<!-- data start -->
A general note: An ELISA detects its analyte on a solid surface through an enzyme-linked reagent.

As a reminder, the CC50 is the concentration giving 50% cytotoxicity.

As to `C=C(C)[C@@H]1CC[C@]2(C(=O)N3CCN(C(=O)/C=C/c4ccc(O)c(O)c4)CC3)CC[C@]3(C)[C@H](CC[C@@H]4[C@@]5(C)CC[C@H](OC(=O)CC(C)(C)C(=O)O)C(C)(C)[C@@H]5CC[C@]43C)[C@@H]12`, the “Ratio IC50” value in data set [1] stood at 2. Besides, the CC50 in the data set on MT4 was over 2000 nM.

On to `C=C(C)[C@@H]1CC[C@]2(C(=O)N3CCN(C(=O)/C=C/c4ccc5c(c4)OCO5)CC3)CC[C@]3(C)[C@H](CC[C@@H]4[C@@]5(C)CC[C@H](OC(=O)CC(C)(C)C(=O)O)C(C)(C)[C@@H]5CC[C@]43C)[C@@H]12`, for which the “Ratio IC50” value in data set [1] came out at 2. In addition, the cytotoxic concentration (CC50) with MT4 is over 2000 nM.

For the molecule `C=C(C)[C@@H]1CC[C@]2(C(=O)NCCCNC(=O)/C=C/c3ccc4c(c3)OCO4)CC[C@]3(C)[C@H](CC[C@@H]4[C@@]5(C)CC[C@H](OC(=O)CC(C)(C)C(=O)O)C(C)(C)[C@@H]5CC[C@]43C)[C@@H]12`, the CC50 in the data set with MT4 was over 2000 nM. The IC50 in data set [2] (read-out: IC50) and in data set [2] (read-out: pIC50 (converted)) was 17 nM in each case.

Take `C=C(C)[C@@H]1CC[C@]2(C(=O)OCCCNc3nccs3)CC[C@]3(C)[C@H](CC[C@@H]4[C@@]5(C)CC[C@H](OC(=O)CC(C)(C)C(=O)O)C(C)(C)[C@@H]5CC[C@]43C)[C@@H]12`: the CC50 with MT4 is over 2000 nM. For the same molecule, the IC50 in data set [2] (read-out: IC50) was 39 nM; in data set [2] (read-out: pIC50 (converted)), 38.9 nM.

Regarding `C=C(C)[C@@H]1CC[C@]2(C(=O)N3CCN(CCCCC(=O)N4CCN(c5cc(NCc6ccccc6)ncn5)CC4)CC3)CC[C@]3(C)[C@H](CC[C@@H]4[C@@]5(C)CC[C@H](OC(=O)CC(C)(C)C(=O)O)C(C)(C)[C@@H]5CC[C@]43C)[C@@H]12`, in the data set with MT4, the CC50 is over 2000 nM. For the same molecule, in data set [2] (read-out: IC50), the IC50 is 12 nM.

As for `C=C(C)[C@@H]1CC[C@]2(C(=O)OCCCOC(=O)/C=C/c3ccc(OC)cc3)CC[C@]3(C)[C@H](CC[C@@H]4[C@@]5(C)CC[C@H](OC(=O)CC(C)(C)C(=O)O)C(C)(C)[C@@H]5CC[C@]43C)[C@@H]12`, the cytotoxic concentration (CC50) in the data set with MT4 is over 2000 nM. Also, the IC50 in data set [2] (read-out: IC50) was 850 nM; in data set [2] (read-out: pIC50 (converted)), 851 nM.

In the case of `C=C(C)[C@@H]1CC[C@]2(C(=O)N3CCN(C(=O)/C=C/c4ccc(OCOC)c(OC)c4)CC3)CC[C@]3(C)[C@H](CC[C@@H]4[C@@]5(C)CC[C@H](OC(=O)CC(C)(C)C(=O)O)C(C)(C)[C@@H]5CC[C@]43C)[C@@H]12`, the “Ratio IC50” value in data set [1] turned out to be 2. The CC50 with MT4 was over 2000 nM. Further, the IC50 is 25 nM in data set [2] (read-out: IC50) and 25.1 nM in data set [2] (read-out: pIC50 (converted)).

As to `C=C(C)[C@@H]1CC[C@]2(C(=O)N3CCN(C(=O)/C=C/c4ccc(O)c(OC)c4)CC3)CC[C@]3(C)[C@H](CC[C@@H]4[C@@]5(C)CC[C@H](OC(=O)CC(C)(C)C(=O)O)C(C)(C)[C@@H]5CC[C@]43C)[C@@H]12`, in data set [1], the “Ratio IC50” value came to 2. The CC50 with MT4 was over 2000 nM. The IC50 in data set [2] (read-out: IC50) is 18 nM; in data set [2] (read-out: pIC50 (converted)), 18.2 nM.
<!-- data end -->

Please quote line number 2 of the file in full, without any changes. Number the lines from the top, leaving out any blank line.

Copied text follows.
As a reminder, the CC50 is the concentration giving 50% cytotoxicity.